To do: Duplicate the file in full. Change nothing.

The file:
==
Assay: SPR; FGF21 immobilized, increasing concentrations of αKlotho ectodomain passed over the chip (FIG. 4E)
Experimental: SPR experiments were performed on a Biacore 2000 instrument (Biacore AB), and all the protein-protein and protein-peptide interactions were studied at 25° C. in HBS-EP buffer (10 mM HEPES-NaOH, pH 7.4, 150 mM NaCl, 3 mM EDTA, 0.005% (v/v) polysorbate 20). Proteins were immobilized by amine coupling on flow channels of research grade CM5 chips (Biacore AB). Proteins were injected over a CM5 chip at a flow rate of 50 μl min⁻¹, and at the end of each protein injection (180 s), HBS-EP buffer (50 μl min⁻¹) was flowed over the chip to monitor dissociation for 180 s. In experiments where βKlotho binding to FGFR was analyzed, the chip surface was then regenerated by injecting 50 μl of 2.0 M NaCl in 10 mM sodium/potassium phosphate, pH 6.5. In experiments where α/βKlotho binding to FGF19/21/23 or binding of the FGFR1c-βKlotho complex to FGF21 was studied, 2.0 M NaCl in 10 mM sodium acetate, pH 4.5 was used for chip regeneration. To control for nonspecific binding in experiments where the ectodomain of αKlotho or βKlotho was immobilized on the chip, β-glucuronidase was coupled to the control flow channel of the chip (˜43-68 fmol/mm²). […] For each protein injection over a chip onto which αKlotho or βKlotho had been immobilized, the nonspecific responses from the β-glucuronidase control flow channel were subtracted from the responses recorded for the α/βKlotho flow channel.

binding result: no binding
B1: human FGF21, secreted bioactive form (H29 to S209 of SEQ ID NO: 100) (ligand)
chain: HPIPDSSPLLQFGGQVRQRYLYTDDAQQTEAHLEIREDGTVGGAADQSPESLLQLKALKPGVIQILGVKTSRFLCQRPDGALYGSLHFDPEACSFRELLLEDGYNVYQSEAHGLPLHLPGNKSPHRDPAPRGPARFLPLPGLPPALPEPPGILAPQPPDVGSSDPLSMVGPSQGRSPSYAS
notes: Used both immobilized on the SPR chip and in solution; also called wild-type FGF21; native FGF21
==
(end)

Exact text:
Assay: SPR; FGF21 immobilized, increasing concentrations of αKlotho ectodomain passed over the chip (FIG. 4E)
Experimental: SPR experiments were performed on a Biacore 2000 instrument (Biacore AB), and all the protein-protein and protein-peptide interactions were studied at 25° C. in HBS-EP buffer (10 mM HEPES-NaOH, pH 7.4, 150 mM NaCl, 3 mM EDTA, 0.005% (v/v) polysorbate 20). Proteins were immobilized by amine coupling on flow channels of research grade CM5 chips (Biacore AB). Proteins were injected over a CM5 chip at a flow rate of 50 μl min⁻¹, and at the end of each protein injection (180 s), HBS-EP buffer (50 μl min⁻¹) was flowed over the chip to monitor dissociation for 180 s. In experiments where βKlotho binding to FGFR was analyzed, the chip surface was then regenerated by injecting 50 μl of 2.0 M NaCl in 10 mM sodium/potassium phosphate, pH 6.5. In experiments where α/βKlotho binding to FGF19/21/23 or binding of the FGFR1c-βKlotho complex to FGF21 was studied, 2.0 M NaCl in 10 mM sodium acetate, pH 4.5 was used for chip regeneration. To control for nonspecific binding in experiments where the ectodomain of αKlotho or βKlotho was immobilized on the chip, β-glucuronidase was coupled to the control flow channel of the chip (˜43-68 fmol/mm²). […] For each protein injection over a chip onto which αKlotho or βKlotho had been immobilized, the nonspecific responses from the β-glucuronidase control flow channel were subtracted from the responses recorded for the α/βKlotho flow channel.

binding result: no binding
B1: human FGF21, secreted bioactive form (H29 to S209 of SEQ ID NO: 100) (ligand)
chain: HPIPDSSPLLQFGGQVRQRYLYTDDAQQTEAHLEIREDGTVGGAADQSPESLLQLKALKPGVIQILGVKTSRFLCQRPDGALYGSLHFDPEACSFRELLLEDGYNVYQSEAHGLPLHLPGNKSPHRDPAPRGPARFLPLPGLPPALPEPPGILAPQPPDVGSSDPLSMVGPSQGRSPSYAS
notes: Used both immobilized on the SPR chip and in solution; also called wild-type FGF21; native FGF21